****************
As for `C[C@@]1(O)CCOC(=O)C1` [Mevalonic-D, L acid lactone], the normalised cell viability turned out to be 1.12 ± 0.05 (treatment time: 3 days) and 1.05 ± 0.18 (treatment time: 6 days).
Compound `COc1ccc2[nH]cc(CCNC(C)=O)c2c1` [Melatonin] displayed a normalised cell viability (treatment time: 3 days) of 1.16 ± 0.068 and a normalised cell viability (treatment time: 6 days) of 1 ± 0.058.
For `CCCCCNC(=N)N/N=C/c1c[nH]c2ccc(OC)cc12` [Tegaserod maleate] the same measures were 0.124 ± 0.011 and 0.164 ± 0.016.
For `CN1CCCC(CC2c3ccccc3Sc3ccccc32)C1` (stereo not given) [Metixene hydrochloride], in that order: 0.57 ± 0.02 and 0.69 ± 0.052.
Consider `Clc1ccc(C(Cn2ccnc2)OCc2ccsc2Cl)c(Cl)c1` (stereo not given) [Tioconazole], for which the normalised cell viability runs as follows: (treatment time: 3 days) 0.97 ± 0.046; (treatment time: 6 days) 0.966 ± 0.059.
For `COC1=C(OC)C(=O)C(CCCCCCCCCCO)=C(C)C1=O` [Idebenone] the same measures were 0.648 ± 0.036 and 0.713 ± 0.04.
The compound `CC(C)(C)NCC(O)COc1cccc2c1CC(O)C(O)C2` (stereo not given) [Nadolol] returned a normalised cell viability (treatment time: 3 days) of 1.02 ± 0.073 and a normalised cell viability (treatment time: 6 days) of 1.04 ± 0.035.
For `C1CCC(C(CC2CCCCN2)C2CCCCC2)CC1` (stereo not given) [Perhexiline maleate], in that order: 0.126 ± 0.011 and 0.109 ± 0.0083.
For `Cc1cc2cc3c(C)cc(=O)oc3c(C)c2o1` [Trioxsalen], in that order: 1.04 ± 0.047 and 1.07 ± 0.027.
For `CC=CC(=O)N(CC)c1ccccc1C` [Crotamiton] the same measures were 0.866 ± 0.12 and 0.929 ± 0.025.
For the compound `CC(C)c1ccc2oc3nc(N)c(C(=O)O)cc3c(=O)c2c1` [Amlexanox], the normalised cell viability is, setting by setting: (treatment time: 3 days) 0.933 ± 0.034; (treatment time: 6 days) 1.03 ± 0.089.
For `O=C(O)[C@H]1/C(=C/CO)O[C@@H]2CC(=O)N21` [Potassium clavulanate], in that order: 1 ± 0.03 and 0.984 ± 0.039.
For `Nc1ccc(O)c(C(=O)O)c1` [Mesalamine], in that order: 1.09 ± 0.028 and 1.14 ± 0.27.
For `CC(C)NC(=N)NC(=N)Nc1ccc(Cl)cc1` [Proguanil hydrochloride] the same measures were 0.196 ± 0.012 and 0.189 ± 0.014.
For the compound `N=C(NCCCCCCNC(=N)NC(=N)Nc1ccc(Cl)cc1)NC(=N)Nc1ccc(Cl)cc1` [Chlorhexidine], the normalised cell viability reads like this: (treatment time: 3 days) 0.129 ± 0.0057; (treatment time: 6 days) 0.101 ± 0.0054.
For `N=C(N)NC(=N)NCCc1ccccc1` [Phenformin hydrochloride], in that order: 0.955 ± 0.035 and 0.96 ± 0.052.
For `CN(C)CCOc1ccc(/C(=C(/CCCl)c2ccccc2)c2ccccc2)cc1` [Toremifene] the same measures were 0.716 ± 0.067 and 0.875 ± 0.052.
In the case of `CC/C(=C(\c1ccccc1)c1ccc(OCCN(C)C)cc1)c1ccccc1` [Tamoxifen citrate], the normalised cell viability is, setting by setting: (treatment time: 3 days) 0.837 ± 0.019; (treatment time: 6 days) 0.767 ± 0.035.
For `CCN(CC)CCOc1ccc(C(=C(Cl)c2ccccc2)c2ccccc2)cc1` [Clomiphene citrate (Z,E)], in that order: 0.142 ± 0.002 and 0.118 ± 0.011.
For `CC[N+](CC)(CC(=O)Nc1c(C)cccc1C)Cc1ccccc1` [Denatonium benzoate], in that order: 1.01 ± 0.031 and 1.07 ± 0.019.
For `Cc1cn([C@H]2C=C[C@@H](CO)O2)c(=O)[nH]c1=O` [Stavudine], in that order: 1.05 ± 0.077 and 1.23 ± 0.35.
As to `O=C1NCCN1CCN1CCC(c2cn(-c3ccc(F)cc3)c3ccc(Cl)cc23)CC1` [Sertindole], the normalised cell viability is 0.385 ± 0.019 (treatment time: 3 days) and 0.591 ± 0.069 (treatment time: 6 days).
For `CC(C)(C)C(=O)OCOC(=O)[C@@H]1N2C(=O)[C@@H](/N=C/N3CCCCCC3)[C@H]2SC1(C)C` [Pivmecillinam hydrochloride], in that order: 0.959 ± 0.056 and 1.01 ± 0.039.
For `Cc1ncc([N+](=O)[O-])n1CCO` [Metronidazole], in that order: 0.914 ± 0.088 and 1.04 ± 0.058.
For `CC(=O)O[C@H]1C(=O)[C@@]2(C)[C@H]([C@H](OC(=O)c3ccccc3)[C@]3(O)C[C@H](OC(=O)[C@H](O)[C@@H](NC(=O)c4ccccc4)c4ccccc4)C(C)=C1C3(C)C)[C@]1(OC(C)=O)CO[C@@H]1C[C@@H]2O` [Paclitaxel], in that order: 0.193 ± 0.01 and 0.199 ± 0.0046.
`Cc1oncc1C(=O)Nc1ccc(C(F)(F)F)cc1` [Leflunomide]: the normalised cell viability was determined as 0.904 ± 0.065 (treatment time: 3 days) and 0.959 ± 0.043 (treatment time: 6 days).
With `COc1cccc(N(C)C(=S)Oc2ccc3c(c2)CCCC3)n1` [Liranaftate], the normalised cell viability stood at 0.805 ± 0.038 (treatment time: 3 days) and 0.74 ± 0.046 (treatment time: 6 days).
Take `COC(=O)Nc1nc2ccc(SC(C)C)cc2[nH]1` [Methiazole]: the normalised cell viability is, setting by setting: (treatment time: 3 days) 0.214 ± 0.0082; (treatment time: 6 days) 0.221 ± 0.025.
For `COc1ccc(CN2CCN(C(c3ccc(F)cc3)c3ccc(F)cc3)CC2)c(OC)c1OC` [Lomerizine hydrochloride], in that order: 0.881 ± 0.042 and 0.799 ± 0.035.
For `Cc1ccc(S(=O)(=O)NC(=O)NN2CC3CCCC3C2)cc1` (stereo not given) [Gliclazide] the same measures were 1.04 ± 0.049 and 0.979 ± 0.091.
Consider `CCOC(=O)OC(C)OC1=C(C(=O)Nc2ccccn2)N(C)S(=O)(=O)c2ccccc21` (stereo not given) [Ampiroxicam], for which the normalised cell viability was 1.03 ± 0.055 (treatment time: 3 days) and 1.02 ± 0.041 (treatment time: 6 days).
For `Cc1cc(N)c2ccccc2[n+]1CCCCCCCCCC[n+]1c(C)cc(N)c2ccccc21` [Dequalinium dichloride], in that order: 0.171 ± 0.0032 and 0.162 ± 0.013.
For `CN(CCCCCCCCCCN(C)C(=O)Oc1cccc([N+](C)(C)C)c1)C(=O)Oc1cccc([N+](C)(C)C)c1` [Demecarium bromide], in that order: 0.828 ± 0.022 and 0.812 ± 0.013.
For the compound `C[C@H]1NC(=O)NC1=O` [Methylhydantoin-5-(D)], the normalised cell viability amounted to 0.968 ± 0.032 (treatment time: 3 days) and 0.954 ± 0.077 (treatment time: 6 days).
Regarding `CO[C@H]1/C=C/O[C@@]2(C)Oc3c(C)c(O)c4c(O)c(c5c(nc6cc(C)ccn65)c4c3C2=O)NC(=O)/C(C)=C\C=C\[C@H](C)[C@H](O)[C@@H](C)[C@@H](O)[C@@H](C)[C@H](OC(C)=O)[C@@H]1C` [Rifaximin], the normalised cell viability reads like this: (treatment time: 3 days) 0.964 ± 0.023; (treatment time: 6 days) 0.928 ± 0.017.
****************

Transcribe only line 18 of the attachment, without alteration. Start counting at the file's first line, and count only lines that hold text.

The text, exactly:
In the case of `CC/C(=C(\c1ccccc1)c1ccc(OCCN(C)C)cc1)c1ccccc1` [Tamoxifen citrate], the normalised cell viability is, setting by setting: (treatment time: 3 days) 0.837 ± 0.019; (treatment time: 6 days) 0.767 ± 0.035.